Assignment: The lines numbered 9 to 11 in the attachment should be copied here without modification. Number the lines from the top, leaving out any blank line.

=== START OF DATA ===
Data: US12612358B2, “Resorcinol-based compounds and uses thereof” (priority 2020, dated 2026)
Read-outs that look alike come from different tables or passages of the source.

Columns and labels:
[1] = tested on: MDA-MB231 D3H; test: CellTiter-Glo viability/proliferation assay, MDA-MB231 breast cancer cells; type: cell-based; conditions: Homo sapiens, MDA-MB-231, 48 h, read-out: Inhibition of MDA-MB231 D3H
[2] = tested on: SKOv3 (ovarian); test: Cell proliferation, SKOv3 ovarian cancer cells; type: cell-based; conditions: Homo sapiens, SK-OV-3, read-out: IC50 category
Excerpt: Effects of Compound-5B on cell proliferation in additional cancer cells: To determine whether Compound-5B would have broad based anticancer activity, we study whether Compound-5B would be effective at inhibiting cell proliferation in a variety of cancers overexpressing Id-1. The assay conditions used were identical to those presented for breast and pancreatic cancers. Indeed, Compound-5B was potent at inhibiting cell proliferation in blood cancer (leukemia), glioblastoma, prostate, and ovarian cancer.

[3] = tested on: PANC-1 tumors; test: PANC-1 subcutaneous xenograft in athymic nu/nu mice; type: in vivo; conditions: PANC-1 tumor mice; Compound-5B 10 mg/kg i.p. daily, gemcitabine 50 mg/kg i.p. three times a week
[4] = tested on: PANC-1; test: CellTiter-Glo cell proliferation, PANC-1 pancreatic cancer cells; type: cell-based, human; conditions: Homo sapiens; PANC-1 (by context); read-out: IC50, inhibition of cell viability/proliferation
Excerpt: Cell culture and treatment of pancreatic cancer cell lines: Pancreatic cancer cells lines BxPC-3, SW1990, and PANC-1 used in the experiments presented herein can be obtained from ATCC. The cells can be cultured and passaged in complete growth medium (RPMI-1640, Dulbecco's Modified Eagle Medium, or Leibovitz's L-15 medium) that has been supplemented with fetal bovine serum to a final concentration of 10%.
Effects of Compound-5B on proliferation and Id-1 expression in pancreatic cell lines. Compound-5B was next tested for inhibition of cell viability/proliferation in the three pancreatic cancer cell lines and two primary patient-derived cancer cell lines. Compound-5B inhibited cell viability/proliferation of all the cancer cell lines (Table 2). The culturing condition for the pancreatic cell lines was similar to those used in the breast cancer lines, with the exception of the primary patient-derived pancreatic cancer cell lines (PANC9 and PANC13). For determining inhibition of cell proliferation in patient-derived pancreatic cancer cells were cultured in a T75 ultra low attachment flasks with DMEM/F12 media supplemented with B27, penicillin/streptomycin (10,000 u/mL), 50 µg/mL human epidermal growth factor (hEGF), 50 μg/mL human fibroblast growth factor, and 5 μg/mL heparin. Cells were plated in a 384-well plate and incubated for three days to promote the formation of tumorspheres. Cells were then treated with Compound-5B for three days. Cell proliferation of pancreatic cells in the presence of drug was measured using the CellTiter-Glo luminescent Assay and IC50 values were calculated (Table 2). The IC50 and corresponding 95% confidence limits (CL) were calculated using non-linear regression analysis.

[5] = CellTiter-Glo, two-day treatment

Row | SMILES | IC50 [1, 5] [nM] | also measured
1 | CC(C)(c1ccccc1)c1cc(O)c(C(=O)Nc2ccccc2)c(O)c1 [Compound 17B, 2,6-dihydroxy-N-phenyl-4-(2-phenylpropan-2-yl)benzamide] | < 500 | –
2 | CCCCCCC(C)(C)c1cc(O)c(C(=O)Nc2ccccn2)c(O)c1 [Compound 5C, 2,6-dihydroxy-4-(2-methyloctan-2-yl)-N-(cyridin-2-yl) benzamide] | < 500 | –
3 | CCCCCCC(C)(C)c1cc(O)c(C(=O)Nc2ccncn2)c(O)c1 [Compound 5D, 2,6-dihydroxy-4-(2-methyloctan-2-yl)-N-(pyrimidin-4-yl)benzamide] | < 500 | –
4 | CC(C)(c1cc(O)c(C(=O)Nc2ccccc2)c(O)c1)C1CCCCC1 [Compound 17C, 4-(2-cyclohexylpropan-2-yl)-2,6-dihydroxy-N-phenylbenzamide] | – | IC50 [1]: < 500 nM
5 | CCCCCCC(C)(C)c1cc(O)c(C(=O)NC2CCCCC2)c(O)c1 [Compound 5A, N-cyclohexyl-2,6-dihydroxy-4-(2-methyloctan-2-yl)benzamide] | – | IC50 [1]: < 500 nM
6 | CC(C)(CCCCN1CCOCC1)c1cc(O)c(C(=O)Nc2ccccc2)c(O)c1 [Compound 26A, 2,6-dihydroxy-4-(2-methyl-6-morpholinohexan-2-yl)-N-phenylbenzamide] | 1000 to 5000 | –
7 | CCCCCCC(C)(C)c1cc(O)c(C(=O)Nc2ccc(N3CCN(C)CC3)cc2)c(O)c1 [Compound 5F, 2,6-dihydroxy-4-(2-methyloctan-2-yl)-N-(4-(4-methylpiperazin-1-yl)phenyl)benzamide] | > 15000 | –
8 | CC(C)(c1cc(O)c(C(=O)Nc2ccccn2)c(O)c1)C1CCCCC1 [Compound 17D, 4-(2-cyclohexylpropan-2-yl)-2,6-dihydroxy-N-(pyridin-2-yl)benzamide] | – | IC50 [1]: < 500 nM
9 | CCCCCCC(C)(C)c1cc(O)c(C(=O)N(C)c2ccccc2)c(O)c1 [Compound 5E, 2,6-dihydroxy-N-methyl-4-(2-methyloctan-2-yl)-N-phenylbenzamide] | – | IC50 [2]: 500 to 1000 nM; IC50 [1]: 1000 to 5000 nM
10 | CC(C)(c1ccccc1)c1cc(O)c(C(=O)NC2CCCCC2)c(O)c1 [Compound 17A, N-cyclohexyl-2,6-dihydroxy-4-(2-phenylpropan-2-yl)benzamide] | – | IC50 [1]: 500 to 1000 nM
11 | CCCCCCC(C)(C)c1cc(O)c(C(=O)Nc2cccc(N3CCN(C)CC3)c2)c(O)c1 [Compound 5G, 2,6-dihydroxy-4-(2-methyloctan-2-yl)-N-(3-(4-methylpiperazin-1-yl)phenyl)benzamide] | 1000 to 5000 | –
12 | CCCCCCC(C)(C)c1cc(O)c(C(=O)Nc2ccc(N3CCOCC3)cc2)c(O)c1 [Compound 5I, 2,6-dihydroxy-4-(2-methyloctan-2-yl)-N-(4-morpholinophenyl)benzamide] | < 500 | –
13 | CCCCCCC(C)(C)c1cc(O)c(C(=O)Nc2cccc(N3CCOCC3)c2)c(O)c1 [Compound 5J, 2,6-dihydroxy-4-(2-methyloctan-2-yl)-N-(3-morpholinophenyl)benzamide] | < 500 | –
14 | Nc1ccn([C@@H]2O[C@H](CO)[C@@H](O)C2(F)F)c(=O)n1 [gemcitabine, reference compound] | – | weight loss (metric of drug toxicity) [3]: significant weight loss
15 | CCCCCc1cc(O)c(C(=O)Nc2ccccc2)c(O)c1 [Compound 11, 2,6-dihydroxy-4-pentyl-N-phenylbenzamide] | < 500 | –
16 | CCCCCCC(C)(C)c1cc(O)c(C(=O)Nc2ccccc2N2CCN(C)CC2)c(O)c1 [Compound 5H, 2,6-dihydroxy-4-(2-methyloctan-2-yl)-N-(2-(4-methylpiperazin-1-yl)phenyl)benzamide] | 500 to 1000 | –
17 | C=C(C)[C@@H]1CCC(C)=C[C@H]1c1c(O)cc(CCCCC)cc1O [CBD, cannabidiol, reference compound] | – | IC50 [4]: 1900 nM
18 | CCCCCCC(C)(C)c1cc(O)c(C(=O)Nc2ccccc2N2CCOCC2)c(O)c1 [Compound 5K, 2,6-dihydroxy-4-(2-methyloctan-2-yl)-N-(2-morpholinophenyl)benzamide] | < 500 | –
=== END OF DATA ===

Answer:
Excerpt: Cell culture and treatment of pancreatic cancer cell lines: Pancreatic cancer cells lines BxPC-3, SW1990, and PANC-1 used in the experiments presented herein can be obtained from ATCC. The cells can be cultured and passaged in complete growth medium (RPMI-1640, Dulbecco's Modified Eagle Medium, or Leibovitz's L-15 medium) that has been supplemented with fetal bovine serum to a final concentration of 10%.
Effects of Compound-5B on proliferation and Id-1 expression in pancreatic cell lines. Compound-5B was next tested for inhibition of cell viability/proliferation in the three pancreatic cancer cell lines and two primary patient-derived cancer cell lines. Compound-5B inhibited cell viability/proliferation of all the cancer cell lines (Table 2). The culturing condition for the pancreatic cell lines was similar to those used in the breast cancer lines, with the exception of the primary patient-derived pancreatic cancer cell lines (PANC9 and PANC13). For determining inhibition of cell proliferation in patient-derived pancreatic cancer cells were cultured in a T75 ultra low attachment flasks with DMEM/F12 media supplemented with B27, penicillin/streptomycin (10,000 u/mL), 50 µg/mL human epidermal growth factor (hEGF), 50 μg/mL human fibroblast growth factor, and 5 μg/mL heparin. Cells were plated in a 384-well plate and incubated for three days to promote the formation of tumorspheres. Cells were then treated with Compound-5B for three days. Cell proliferation of pancreatic cells in the presence of drug was measured using the CellTiter-Glo luminescent Assay and IC50 values were calculated (Table 2). The IC50 and corresponding 95% confidence limits (CL) were calculated using non-linear regression analysis.

[5] = CellTiter-Glo, two-day treatment